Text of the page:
The dawn ceremony for the return of the famed Motunui Panels - five late 18th century carved pātaka panels which comprise a masterpiece of Maori art has taken place at Ōwae Marae.
The panels made their way back to New Zealand only last year after more than 40 years overseas.
“The Motunui Panels are objects of huge cultural and historical significance as well as being extraordinary works of art,” Chris Finlayson said.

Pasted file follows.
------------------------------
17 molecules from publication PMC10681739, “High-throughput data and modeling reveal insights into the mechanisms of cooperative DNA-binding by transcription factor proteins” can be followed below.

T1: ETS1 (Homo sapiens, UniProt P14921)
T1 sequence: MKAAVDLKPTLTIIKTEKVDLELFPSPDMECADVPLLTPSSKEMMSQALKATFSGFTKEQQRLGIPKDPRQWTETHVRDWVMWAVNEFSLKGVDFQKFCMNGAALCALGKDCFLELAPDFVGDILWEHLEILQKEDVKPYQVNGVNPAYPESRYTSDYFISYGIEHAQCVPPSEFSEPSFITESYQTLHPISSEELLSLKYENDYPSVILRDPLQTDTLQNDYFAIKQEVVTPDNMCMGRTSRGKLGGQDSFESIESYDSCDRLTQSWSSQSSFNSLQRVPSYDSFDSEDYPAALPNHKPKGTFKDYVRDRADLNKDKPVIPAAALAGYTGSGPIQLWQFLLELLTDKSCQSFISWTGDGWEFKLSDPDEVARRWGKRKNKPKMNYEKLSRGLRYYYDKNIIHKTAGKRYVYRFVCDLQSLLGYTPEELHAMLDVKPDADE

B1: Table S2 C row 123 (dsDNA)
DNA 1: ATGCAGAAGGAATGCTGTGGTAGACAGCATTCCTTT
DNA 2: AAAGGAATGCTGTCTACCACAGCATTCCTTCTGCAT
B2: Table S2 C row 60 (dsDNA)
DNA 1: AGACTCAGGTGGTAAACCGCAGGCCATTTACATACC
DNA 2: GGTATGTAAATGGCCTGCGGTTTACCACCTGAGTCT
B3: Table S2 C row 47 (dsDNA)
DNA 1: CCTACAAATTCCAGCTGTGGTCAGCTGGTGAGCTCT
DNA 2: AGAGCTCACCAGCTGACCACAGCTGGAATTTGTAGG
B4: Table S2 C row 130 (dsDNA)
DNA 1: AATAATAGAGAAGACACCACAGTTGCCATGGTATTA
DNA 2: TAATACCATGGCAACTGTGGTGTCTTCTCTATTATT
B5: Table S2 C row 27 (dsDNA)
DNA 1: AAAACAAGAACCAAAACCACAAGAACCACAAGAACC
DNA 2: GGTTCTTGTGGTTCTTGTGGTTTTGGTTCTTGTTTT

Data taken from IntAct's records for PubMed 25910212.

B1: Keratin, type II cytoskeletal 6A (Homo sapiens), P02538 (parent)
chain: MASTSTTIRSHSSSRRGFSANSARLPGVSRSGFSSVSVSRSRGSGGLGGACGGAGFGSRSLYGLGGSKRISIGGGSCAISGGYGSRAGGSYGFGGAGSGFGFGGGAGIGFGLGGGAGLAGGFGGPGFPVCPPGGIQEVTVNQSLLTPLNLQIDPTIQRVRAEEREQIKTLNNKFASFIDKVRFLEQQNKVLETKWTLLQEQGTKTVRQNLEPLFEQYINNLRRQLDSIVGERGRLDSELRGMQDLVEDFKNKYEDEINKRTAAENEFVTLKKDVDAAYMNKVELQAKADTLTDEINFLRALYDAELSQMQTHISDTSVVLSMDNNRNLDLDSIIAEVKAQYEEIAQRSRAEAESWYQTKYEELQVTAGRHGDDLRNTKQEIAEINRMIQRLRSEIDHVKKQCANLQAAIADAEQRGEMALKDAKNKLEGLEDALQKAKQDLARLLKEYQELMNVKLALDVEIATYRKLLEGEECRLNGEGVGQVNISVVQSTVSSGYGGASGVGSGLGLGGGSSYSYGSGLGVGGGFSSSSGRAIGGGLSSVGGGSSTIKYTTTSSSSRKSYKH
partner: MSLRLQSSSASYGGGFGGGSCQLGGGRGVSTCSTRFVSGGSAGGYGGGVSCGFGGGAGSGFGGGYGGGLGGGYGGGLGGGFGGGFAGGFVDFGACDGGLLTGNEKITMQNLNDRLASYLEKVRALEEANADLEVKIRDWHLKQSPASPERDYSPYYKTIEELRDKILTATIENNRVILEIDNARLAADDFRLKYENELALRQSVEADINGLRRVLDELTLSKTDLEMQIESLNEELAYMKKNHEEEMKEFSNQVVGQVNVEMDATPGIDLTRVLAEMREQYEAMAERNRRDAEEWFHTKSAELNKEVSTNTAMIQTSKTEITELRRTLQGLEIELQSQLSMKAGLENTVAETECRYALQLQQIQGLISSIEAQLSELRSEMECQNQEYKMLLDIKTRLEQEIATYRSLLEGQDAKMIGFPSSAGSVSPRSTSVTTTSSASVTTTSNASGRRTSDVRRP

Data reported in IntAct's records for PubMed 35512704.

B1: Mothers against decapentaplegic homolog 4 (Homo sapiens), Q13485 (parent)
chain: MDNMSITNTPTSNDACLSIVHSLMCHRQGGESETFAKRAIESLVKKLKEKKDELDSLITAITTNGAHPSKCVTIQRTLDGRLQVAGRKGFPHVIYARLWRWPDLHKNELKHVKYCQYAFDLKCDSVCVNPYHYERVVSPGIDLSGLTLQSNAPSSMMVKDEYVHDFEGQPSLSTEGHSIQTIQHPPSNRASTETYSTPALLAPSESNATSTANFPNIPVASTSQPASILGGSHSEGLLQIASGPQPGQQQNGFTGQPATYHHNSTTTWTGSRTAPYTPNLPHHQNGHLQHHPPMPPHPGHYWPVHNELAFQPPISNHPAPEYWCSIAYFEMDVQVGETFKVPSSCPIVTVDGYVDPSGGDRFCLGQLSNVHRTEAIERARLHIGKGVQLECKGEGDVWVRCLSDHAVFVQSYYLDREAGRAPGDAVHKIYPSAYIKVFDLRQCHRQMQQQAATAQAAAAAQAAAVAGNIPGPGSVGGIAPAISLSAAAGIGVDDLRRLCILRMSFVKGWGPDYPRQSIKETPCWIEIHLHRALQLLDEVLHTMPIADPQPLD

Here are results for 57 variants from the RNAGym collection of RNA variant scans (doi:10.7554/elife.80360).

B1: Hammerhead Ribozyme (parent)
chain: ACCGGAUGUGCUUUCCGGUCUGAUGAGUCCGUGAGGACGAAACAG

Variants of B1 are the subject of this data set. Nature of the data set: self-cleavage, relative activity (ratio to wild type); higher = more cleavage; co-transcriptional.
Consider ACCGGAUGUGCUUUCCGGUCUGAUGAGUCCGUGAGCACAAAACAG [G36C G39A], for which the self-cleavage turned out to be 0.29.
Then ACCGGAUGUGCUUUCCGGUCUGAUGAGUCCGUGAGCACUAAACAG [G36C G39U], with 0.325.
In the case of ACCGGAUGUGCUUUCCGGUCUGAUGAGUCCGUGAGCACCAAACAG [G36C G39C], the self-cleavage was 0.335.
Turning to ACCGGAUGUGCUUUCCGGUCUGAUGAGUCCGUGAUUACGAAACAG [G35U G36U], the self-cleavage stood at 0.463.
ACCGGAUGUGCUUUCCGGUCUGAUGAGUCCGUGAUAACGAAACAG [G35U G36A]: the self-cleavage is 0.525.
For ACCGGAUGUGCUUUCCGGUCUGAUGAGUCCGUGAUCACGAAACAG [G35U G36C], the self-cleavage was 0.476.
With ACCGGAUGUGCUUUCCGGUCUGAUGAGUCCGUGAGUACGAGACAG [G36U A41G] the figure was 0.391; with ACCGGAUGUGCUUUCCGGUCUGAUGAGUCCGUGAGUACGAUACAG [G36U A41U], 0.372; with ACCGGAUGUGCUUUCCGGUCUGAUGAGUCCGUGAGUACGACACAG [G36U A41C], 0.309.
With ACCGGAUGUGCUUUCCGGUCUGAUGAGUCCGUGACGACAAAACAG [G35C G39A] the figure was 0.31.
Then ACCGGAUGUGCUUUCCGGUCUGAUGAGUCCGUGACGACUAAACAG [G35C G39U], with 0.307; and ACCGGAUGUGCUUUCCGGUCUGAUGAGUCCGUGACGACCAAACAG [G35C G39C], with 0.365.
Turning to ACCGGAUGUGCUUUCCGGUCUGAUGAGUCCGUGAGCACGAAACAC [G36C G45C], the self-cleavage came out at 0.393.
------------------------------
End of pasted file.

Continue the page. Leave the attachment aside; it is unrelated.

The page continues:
The Motunui Panels are five panels forming the end wall of a pātaka (store house) that were recovered from a swamp near Motunui in Taranaki in 1972. The panels were carved before 1820 by Te Atiawa artists, and were most likely hidden in the swamp during a period of inter-tribal wars for safe keeping. Shortly after their discovery in 1972 the panels were illegally exported out of the country, without the knowledge of the government. They were later sold to a private collector.
Te Kāea reporter Maiki Sherman will have more details on this story tonight at 5:30 and 7pm with subtitles.